Mason makes all these points and shows that this pessimistic scenario you paint and the rise of the oligarchic right and fascism in many places is a present and growing danger. His argument is for a new approach of revolutionary reformism with as I indicate above a presentation of the new mode of production as indeed Keynes did with his monetary and fiscal reforms in the 1930s and the huge role for planning then as an approach we need to remake the case for. Here his analysis is fresh and realistic as it does build on the best of the welfare state achievements and recovers these but uses the scope to advance automation, tackle the tech and de facto banking monopolies to put an end to bullshit jobs. But a Keynesian social democracy approach is not sufficient as he shows. Hence the need for the new commons and co-operative mode aligning with a radical state to collaboratively co-develop postcapitalism with the commons being the focal point for where we need to evolve to over the next 50 years. Mason is sound, very strategic and clear this is a long march but one that needs to begin now like with the efforts to address climate change and to tackle austerity with new practical policies needed for implementation as soon as entry places can be found.
3. Are co-operative commons enterprises on an upward trajectory?
Here is where Mason is weak as he is not so aware of the detail you set out so well from your former position Henry as a senior civll servant in the Department of Communities and Local Government under Blair and then Brown. But Mason shows very clearly that unless the small and good commons and co-operative projects become more aware of the repressive neoliberal forces and how to overcome these positively and practically with an alliance with the state, they will be contained, held back and remain what Paul Hawken points to as the Blessed Unrest. But I think as a former civil servant you will see that the macro-level policies Mason sets out and his new approach to planning could indeed enable the co-operative commons to emerge. What I love about Mason’s book is that his analysis provides a wonderful higher level complement to your work and books Henry, to John Restakis book on Co-operatives in the Age of Capital and for example the recent book by Co-operatives UK, The Co-operative Advantage, that studies in detail 15 parts of the co-operative economy in the UK. In my view all these perspectives can benefit from an analysis that has been missing and that Mason supplies and Klein, Rifkin and Piketty leave us a deep hunger for. He goes way beyond the lack of radical politics and in depth analysis of capitalism that Rifkin is silent about and that though I love her book, Klein does not know the detail to talk about in the way Mason does.
4. Why ignore the real problem of power inequality?
Mason is very good on the problem of course of the perverse and growing inequality and the 1%. He even makes a good case for persuading some of them to support the new commons mode. His previous book on the 2008 crisis, Melt Down, is one of the best out there. But I agree with you that Mason’s book does not delve into this area and he may not be so aware of new forms of economic democracy and how these are needed to restructure and eradicate hierarchy. However he is well aware of the great new work on manager less corporations that worker co-operatives and commons co-ops could and should embrace. But this great practical work exists is emergent as Mason does point to and can be fitted in. Most co-ops have a binary system of governance and the multi-stakeholder democracy models for co-ops are still at the margins. But interest is growing and but also many commons projects lack effective multi-lateral co-operative governance and can and should learn from the best co-operatives where these exist. On the other hand as Michel, Silke and David show, some commons though are leading the way here and can and should cross pollinate co-ops and help us work out new forms of horizontal democracy and indeed vis. local governments.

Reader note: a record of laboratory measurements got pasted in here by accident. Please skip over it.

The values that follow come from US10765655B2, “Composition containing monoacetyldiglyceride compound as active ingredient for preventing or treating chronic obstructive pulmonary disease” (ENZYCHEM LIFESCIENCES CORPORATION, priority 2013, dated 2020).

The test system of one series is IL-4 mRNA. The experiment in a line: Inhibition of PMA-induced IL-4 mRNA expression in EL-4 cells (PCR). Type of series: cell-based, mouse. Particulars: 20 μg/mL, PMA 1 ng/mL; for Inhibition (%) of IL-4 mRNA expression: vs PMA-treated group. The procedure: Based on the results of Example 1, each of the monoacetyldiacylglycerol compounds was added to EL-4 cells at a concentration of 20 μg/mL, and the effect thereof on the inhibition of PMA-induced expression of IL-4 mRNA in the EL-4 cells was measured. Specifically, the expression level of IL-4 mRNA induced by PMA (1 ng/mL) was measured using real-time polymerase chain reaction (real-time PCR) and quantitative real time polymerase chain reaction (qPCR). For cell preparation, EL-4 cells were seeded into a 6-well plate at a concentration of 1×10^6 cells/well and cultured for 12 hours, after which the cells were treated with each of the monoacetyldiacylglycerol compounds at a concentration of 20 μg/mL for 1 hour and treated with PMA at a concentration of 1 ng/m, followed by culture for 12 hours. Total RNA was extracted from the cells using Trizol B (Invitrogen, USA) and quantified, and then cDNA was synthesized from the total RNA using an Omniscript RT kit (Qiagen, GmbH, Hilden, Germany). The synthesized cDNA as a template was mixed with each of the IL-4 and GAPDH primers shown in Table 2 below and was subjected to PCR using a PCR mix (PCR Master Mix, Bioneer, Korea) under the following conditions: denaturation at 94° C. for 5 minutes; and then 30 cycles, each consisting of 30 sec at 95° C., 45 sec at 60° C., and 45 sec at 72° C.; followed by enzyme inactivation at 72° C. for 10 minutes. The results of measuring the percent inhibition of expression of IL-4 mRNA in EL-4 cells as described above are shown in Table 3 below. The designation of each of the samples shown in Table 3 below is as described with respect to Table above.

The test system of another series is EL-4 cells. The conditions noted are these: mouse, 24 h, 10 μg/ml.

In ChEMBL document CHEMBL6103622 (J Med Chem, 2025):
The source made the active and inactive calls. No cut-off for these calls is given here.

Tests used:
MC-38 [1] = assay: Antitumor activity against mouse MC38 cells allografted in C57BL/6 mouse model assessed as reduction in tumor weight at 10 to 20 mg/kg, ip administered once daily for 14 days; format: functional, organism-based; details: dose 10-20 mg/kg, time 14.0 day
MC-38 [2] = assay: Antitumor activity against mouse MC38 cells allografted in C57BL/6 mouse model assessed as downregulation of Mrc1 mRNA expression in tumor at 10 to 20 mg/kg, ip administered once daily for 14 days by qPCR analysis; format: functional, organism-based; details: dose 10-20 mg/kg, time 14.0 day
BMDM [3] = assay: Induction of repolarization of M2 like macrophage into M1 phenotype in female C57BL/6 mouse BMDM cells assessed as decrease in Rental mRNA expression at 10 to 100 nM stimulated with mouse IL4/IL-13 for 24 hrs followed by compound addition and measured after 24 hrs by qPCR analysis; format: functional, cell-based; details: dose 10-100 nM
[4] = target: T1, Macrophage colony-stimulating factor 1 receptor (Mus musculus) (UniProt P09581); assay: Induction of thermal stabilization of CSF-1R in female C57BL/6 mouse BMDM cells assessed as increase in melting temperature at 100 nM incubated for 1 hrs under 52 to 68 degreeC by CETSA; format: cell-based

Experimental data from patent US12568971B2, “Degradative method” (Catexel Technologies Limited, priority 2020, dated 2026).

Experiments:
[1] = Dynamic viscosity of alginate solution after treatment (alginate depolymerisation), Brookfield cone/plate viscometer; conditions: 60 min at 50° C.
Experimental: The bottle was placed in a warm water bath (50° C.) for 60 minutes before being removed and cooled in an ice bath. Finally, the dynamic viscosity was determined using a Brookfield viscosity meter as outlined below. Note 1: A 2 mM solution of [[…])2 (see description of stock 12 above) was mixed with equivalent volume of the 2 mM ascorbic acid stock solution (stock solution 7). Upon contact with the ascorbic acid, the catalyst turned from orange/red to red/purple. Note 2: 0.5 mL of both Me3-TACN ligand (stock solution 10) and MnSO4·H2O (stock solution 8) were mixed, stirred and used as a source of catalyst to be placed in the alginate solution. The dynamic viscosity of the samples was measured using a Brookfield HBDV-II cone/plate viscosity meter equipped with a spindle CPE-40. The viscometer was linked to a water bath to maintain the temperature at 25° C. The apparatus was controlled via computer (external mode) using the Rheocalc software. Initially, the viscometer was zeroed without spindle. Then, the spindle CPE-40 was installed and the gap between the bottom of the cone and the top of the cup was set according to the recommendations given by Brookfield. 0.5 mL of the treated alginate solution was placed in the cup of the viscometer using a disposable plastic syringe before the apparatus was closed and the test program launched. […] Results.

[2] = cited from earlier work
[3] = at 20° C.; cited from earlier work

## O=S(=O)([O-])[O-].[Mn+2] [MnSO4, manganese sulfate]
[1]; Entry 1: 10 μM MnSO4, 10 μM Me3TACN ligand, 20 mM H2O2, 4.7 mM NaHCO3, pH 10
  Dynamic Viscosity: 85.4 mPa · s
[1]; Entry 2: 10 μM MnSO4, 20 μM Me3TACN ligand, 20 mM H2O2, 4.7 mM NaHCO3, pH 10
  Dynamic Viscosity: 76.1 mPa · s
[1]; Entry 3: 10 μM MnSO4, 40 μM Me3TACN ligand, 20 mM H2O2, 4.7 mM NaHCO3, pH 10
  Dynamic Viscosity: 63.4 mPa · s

5. What will enable people to embrace a more open and inclusive form of life?
These are great suggestions you make. But the new technology that Uber and AirBnB are using to extract rent/profit, raise house prices in the case of AirBnb and destroy jobs in the case of Uber can if turned on their head provide open platforms for enabling co-operative solutions to take off in ways you describe. Mason shows this so well. Like Evgeny Morozov shows so well, we need to socialise and democratise the platforms. One interesting story that you will love Henry is the references here and there by Mason to sci-fi book written by the Russian socialist Alexander Bogandov a century ago about Mars and a peaceful transition to co-operative commonwealth. Bogandov was the founder of systems theory and complexity science and a bitter opponent of Lenin. This tale is captivating as Boganov wanted to connect democracy, co-operative control of work and science and social technology with the ability of states to plan. I have been captivated by Bogdanov since the 1970s. The juggling act here is not easy but Mason provides confidence and facts to show it can and must be done to secure as the late Raymond Williams argued, a compelling case For Hope to be made more concrete and Despair less convincing.”